UFC flyweight veteran Cortney Casey, who’s been competing inside the Octagon since summer 2015, received a fourth-month suspension from MMA after self-reporting a USADA violation that arose with her use of the “experimental peptide” BPC-157, which is currently prohibited under WADA guidelines.
“Casey, 36, self-reported the use of a prohibited substance, BPC-157, to the UFC on June 21, 2023,” USADA wrote in Thursday’s release. “BPC-157 is a Specified Substance in the class of Non-Approved Substances and is prohibited at all times under the UFC Anti-Doping Policy and UFC Prohibited List. Casey immediately provided documentation confirming that she was prescribed and provided BPC-157 by a doctor to help treat a medical condition.”
“After using the substance for a short period of time, she learned that BPC-157 is a prohibited substance and came forward about her use to the UFC,” the statement continued. “A Therapeutic Use Exemption (TUE) was not applicable to this Non-Approved Substance. Casey was eligible for a reduction to the period of ineligibility based on her forthright declaration and for her Full and Complete Cooperation.”
Casey explained her side of the story on social media.
“This may come as a disappointment, but it is important that you hear the facts straight from me and that I am transparent about an issue I recently had with USADA,” Casey wrote on Instagram. “Earlier this year, I visited a handful of medical professionals about a medical issue I was experiencing which made me pull out of my last fight back in February. Relieved to finally have some answers, my doctor prescribed medication to treat the issue. Shortly after taking it, I was alarmed to realize that it contained a very small amount (1.25 mg) of BPC-157, a substance that is not allowed under USADA rules. I have since learned that BPC-157 is included in this medication in order to treat upset stomach issues that are common with the main ingredient of this medication.”
“Before picking up my prescription, I did my due diligence and researched the main ingredients — everything was above board,” Casey said. “To be certain, I reached out to the UFC before taking it and was cleared for both in-competition and out-of-competition use under USADA rules. Overlooking the small amount of BPC-157, I soon realized the potential problem — I immediately reported my mistake to UFC and USADA.”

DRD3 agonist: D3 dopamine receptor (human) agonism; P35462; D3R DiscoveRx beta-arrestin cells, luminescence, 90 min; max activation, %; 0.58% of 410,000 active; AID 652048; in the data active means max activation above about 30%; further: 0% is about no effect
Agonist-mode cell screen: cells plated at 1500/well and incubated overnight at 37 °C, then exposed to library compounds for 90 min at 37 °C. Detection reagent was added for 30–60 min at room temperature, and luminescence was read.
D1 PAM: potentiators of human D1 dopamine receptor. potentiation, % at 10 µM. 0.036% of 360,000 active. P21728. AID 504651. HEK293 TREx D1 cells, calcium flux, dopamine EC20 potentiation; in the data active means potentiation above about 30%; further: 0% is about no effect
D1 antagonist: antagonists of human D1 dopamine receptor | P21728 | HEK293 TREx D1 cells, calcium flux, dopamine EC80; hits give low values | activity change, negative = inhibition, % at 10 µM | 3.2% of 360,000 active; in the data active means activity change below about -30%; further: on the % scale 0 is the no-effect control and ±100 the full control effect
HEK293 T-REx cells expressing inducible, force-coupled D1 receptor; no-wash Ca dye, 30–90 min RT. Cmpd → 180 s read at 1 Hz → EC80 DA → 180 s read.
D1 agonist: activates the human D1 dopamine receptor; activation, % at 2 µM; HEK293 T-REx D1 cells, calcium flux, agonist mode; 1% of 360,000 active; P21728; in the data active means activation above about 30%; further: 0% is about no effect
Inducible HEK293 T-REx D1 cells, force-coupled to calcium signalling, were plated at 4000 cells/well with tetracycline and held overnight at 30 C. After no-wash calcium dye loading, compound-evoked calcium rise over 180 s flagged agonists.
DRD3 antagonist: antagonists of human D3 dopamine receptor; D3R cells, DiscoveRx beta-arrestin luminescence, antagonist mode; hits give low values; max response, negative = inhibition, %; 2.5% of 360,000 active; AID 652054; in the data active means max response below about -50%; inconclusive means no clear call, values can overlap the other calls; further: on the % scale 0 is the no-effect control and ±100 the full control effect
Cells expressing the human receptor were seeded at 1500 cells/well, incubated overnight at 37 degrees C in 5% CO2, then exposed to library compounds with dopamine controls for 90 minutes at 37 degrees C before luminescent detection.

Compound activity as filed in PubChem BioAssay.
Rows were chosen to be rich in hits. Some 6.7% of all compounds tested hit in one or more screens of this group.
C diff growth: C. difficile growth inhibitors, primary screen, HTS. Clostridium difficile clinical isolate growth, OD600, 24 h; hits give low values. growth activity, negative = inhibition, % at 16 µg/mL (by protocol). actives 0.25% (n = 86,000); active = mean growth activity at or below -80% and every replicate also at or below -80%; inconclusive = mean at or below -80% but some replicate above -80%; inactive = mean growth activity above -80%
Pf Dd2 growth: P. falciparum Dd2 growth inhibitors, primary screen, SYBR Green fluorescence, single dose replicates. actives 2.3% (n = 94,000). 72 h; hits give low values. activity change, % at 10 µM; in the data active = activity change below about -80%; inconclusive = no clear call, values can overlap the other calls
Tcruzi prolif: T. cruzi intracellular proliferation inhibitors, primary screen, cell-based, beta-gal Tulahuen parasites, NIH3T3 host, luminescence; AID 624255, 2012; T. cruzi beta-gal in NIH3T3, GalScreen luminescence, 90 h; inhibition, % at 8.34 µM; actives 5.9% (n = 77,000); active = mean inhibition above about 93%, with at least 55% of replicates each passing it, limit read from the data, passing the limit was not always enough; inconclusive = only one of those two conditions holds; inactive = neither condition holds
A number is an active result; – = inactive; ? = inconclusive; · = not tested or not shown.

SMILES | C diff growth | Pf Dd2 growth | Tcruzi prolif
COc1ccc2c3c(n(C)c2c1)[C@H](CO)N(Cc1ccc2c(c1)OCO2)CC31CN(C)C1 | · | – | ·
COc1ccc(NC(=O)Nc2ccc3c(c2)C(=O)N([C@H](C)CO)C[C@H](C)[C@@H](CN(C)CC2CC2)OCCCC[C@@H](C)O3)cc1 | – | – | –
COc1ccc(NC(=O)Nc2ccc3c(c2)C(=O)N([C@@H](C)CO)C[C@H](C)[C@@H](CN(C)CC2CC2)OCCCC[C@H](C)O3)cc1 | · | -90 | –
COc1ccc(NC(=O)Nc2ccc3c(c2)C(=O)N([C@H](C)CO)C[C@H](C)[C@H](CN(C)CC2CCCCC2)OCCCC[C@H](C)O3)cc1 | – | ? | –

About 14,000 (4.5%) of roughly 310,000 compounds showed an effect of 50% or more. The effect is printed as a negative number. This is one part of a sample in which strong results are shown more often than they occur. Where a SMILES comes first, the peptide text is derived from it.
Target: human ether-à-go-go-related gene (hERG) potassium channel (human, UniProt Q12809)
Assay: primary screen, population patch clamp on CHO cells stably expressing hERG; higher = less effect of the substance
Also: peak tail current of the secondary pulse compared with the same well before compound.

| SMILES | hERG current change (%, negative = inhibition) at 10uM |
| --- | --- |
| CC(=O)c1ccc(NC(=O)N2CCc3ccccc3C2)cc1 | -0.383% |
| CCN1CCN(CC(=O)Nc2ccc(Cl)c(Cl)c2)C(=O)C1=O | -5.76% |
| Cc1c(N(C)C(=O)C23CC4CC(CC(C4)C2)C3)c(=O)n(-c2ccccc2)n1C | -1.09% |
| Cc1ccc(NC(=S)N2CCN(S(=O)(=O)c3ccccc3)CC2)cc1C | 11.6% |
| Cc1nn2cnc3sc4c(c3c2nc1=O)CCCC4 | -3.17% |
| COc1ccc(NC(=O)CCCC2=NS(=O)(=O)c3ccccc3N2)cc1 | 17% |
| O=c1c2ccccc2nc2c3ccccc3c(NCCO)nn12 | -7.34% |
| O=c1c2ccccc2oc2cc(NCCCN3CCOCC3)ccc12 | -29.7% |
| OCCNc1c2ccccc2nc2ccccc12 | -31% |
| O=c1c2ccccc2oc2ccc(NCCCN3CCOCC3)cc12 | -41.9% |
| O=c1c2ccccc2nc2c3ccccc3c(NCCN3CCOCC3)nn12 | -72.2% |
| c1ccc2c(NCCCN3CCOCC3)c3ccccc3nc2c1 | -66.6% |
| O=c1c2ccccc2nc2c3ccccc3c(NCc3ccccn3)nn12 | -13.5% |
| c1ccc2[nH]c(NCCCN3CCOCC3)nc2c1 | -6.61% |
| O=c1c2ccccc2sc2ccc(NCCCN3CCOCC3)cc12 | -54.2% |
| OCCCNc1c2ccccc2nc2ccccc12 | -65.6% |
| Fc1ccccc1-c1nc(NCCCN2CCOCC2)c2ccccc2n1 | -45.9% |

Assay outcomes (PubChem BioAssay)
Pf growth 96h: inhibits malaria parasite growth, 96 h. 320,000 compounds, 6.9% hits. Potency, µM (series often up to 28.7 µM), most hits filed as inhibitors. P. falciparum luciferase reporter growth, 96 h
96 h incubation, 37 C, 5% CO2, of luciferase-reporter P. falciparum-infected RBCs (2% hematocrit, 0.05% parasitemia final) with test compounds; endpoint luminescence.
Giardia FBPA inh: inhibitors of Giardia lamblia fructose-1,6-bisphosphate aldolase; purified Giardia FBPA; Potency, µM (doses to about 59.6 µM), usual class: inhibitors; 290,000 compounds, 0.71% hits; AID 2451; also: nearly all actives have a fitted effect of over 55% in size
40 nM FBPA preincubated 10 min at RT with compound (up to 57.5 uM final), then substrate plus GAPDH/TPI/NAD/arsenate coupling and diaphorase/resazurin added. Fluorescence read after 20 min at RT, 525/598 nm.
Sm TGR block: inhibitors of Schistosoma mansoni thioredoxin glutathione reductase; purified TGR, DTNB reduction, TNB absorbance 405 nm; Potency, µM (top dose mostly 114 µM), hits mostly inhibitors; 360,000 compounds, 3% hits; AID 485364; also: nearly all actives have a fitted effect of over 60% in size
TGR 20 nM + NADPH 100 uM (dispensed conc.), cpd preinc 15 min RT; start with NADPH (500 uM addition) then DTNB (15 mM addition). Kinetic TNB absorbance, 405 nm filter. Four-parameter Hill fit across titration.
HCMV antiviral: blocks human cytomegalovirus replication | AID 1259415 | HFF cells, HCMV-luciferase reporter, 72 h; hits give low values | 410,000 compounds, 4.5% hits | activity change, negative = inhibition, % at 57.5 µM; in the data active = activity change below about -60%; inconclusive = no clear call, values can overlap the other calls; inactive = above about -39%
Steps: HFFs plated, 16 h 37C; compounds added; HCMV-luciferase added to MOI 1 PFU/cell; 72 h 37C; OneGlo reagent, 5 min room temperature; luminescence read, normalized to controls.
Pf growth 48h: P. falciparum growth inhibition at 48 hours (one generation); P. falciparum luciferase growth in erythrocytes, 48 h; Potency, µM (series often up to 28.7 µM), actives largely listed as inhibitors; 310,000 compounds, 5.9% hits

“I want to be clear that I self-reported this and I was not flagged due to any positive test,” Casey continued. “In fact, I did NOT test positive for BPC-157 in any tests collected around the time I was mistakenly using the medication. I have been told that the amount of BPC-157 in the medication I was taking is negligible, and wouldn’t have provided me with any significant performance benefits. As a result of my self-reported mistake, I have agreed to a four-month sanction with USADA.”
“I am disappointed with my mistake, but I want to make very clear that I had no intention to break any rules or cheat,” Casey said. “I was only taking this medication to manage my health issue. I am disappointed by my actions and take full accountability for my mistake. However, I am happy to report that my health significantly improved and I have been blessed with a baby, due in February 2024. I look forward to putting this behind me, thank you for your understanding and your support, and I look forward to seeing you soon from the Octagon!”
Casey (10-10) is coming off a split decision loss to Antonina Shevchenko at UFC Vegas 58 back in summer 2022. “Cast Iron” was expected to make her Octagon return against Jasmine Jasudavicius last February, but withdrew from the contest due to undisclosed medical reasons.